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Last Updated: Tuesday, 8 February, 2005, 10:28 GMT
The unlikely volunteers
By Jonathan Duffy
BBC News Magazine

The hundreds of millions of pounds donated to the tsunami appeal have highlighted the need for a new and unlikely sort of aid worker. Step up the emergency accountant.

They don't exactly spring to mind when considering who should be first on the ground in a disaster zone.

But with charities sitting on a mountain of cash given in response to the tsunami appeal, the scramble is now on for perhaps the most unlikely subspecies of aid worker: accountants.

"It sounds crazy - there's a huge disaster and we send out an assessment team of emergency specialists: perhaps a nutritionist, a logistician... and an accountant," says Dominic Nutt, of Christian Aid.

The charity is looking for emergency accountants who are willing to shed their pin-stripes and polished brogues and muck in with the relief effort in the tsunami-hit regions of Sri Lanka, Indonesia and India.

Andrew Vickery
I'm not a great champion of accountancy - I work as an accountant but I don't like to feel like I'm one
Andrew Vickery
With a record 250m donated by the British public, and a further 50m pledged by the government - charities have found themselves overwhelmed by the sudden surge of money. It sounds like an enviable position to be in, but equally it could tip small agencies over the edge.

Christian Aid is working with about 30 local organisations across the three countries, many of which have no experience of handling such massive sums.

"Just like in the UK, when businesses double or treble in size, the most common cause of collapse is not being able to manage the accounts and it's the same when you are dealing with relief programmes," says Nick Guttmann, Christian Aid's Head of Emergencies.

But with hundreds of thousands of tsunami victims struggling with injury, homelessness or the trauma of loss, what does an army of accountants have to offer?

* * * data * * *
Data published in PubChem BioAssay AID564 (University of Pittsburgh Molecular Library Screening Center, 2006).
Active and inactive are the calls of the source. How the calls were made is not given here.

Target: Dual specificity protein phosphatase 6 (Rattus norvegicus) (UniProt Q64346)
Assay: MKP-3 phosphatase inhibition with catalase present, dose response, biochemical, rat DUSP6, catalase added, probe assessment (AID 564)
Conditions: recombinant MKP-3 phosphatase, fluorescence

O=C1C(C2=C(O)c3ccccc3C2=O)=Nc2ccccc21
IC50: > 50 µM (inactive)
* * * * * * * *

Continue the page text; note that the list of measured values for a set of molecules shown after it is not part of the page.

"If we don't record where things are going to and how the money is being spent, we can't be sure that the poorest and most vulnerable are the people who are going to get it," says Mr Guttmann.

"Yes, it's bureaucracy but it's very necessary in order to be accountable," he says, mindful that the public will expect feedback on how their money was spent.

Acehnese refugees
Accountants can help with the distribution of aid
Corruption is also an issue. "With good accounting systems you reduce the risk of corruption and when there's a lot of money going in there's always a risk of corruption," says Mr Guttmann.

The unprecedented amount of cash raised in the tsunami appeal has also forced other British charities to parachute accountants into the disaster zones.

Some of those have come through Mango - Management Accounting for Non-Governmental Organisations - an agency with a roster of finance professionals on 24-hour notice. In the past few weeks it has supplied accountants to Sri Lanka and India for Oxfam, Merlin and Help Age International.

"There's a growing demand for this sort of thing. Across the charity sector there's been a growing move to professionalise," says Mango's Lucy Markby.

Brain drain

But how does this square with the hackneyed image of accountants as risk-averse corporate creatures?

Andrew Vickery, who spent 14 years in the public sector before taking his accountancy skills to Africa, clearly lives outside of the cliche.

Boardroom volunteers?
"I'm not a great champion of accountancy. I work as an accountant but I don't like to feel like I'm one," says Mr Vickery. "I've always felt accountancy is something you do if you can't do anything else."

Mr Vickery, 38, worked for 18 months in Tanzania as an accountant, through VSO. He quickly became convinced that the developing world is crying out for his skills.

"Where money is so scarce they need to manage and control it. Also, the brain drain means what locals there are with these skills are leaving the country."

VSO, which is sending 200 emergency long-term volunteers to work in the tsunami region, increasingly relies on business volunteers.

"Many professionals will find it hard to imagine how these skills can be utilised in a developing country, when they read so much about the lack of access to basic services like education and healthcare," says VSO recruitment manager Stuart Malcolm.

"In fact a strong management and financial structure is vital to ensuring long-term, sustainable development."

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